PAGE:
vRAM drives customers to Enterprise+

Print Friendly

UPDATE: 21st August 2012 – CRN have leaked news that VMware’s controversial vRAM licencing may be on it’s way out. No doubt we’ll find out at VMworld SF next week.

I like conspiracy theories, and this is mine for today. Back in 2009 VMware introduced the Enterprise+ licencing tier to the frustration of existing customers who felt they were already paying top dollar (especially the large enterprises with site agreements). They simultaneously announced that the existing Enterprise tier would be discontinued and offered a 50% discount on the upgrade to Enterprise+ but after disappointing takeup the Enterprise licence was allowed to persist. As the vSphere product suite has evolved  over the last three years the bulk of the new features have gone into the Enterprise+ tier but I still speak to plenty of users who aren’t prepared to pay the extra. As competitors (Hyper-V, Xen etc) improve VMware need to differentiate themselves but that’s hard to do if a chunk of your customers haven’t adopted your latest, greatest, features.

That’s where the new vRAM licencing model introduced with vSphere5 has a part to play. While not the driving reason for the move to this usage based pricing model it does mean that as hardware scales up (we’ve just gone to 192GB per dual socket server) you might find yourself moving to Enterprise+ just to get the extra vRAM allowance. Recently I’ve had to determine the best way to cope with a significant increase in the number of VMs we host (about a 170% increase) and the most cost efffective option was to move to Enterprise+. The alternative was to simply buy extra sockets of Enterprise just to get the vRAM allowance but that was more expensive and got us no extra functionality.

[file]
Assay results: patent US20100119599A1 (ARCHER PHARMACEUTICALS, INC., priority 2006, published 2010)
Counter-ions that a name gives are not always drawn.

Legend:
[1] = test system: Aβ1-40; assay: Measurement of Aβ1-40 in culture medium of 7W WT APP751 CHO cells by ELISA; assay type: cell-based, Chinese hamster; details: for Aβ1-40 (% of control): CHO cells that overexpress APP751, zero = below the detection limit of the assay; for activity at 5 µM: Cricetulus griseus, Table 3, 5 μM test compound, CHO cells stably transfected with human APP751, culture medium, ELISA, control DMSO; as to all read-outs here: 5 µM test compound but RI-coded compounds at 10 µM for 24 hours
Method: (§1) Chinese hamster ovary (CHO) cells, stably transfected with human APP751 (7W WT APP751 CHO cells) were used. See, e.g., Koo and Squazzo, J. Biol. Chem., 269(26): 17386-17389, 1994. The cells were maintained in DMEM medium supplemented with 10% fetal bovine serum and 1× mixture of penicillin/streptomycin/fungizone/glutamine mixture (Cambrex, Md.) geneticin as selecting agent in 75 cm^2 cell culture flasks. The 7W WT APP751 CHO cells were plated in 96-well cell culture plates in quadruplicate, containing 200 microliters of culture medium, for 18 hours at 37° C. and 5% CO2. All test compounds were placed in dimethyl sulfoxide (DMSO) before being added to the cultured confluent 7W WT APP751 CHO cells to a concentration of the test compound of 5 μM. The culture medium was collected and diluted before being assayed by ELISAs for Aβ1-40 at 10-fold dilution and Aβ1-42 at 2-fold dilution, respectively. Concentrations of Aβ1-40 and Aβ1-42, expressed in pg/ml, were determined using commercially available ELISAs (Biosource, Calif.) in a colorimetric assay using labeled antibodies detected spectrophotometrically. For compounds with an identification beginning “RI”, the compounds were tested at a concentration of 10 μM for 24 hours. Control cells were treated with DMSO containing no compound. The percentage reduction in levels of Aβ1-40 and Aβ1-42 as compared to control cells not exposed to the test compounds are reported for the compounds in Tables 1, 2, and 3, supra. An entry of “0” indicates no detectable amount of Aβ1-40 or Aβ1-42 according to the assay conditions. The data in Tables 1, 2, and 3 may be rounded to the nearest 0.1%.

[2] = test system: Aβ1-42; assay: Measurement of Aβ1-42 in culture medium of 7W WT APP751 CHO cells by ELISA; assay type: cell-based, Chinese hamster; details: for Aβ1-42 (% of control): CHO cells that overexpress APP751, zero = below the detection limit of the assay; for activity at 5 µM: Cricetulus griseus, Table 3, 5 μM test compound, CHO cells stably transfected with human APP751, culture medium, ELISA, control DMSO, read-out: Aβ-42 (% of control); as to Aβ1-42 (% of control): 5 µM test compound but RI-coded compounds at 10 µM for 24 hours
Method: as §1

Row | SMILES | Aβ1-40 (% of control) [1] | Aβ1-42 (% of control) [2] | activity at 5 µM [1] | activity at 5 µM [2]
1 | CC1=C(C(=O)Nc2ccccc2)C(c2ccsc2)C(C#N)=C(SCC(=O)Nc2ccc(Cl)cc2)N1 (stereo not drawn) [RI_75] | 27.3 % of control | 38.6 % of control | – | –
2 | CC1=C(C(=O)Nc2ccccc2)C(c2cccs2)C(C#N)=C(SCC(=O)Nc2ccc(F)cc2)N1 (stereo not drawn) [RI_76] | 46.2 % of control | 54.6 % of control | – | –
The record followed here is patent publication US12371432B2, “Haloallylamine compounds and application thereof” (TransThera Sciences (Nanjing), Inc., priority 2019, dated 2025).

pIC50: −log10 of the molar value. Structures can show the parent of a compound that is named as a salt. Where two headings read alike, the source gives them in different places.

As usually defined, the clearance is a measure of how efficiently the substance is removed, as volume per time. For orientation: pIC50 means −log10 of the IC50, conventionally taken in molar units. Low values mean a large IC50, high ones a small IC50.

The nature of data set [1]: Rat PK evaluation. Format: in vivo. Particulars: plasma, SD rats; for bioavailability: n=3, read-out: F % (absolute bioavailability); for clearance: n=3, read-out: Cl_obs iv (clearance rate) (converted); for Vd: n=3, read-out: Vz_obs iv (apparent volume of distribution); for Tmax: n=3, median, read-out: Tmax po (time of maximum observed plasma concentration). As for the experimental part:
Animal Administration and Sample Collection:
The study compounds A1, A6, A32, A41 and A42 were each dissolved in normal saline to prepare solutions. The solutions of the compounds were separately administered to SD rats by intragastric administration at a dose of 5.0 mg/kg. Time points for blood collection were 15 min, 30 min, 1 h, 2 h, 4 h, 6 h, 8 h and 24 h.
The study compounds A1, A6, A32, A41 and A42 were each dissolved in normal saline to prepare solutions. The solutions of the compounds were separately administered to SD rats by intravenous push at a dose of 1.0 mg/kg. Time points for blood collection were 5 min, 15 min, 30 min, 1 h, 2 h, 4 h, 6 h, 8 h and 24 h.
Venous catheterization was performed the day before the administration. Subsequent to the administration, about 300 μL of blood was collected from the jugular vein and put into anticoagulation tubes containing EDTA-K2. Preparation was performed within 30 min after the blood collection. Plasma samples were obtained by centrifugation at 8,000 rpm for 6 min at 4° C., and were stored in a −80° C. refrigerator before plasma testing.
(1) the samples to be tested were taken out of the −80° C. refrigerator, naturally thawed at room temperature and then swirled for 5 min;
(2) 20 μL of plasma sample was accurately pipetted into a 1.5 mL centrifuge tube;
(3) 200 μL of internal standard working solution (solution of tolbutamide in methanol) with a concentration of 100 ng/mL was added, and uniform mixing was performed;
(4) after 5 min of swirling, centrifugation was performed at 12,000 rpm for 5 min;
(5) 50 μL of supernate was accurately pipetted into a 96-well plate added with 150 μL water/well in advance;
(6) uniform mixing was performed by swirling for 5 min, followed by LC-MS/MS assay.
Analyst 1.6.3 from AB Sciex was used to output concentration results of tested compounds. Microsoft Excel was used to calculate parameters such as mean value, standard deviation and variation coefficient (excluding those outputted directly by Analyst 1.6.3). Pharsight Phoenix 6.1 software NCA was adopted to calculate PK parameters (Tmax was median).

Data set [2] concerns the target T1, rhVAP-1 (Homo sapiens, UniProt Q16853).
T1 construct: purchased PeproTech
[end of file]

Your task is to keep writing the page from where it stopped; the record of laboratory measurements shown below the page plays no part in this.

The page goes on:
Voila – customers are driven to the Enterprise+ tier and VMware finally have their end goal!

One thought on “vRAM drives customers to Enterprise+

  1. Thanks Edward! Good analysis of the current state of the industry and current factors that are on the minds of many enterprise organizations. The extra vRAM licensing and Enterprise+ licensing to get many of the new enterprise grade features have been key concerns for many of the customers I work with as well.

    As you mention above, Microsoft and Citrix are not standing still and customers realize this. Windows Server 2012 RTM’d during the first week of August and there’s a ton of interest in the Enterprise space in evaluating Hyper-V v3.0 as an option, particularly with the ability to scale-up without additional vRAM licensing. Pair this up with live migration, storage migration, 64-host clustering and DR replication (all included in Windows Server 2012 at no added cost) and customers are seeing that they now have real alternatives that can deliver what they expect at a much lower cost point. Heck, customers can even get the same Hyper-V v3 scalability and high availability features in the free Hyper-V Server 2012 product.

    All-in-all, I firmly believe that the industry will become much stronger with this competition in place as Microsoft, Citrix, KVM etc move strong hypervisor features into “table stakes” features of an enterprise operating system rather than a separate added cost product and the industry begins to focus on enterprise management issues and private cloud as higher-value differentiators.

    Best regards,



Leave a Reply

Your email address will not be published. Required fields are marked *